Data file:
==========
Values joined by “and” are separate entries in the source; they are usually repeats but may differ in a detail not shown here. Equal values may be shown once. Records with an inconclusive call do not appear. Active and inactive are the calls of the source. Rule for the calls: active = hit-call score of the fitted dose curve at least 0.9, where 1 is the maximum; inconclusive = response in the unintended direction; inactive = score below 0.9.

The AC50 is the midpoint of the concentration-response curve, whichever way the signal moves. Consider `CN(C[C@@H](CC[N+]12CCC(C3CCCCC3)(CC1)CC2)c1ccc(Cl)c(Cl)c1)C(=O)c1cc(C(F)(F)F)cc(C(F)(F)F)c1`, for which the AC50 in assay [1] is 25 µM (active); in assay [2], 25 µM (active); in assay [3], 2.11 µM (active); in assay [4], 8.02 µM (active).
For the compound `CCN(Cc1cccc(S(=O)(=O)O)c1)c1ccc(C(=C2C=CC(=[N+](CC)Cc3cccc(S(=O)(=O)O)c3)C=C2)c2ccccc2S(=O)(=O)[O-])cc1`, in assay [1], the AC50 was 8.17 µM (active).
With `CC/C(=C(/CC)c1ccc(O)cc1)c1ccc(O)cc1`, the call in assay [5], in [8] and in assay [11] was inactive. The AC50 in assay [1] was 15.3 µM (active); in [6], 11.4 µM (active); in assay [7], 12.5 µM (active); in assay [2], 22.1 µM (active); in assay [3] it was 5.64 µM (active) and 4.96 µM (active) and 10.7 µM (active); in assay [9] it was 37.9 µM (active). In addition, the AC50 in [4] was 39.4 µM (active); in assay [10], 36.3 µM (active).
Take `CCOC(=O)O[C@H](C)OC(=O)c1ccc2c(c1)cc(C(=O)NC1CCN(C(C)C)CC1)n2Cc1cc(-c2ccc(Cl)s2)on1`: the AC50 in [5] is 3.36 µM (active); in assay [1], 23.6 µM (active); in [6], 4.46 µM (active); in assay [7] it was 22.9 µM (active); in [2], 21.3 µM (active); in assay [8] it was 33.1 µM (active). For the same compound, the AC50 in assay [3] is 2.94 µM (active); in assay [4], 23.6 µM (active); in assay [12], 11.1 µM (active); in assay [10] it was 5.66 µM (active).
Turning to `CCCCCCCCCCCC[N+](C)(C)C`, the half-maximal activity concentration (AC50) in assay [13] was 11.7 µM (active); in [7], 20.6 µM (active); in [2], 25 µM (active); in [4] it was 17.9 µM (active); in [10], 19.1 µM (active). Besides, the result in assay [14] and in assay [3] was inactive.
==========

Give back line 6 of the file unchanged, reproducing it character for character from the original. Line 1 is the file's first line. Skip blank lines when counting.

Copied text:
Turning to `CCCCCCCCCCCC[N+](C)(C)C`, the half-maximal activity concentration (AC50) in assay [13] was 11.7 µM (active); in [7], 20.6 µM (active); in [2], 25 µM (active); in [4] it was 17.9 µM (active); in [10], 19.1 µM (active). Besides, the result in assay [14] and in assay [3] was inactive.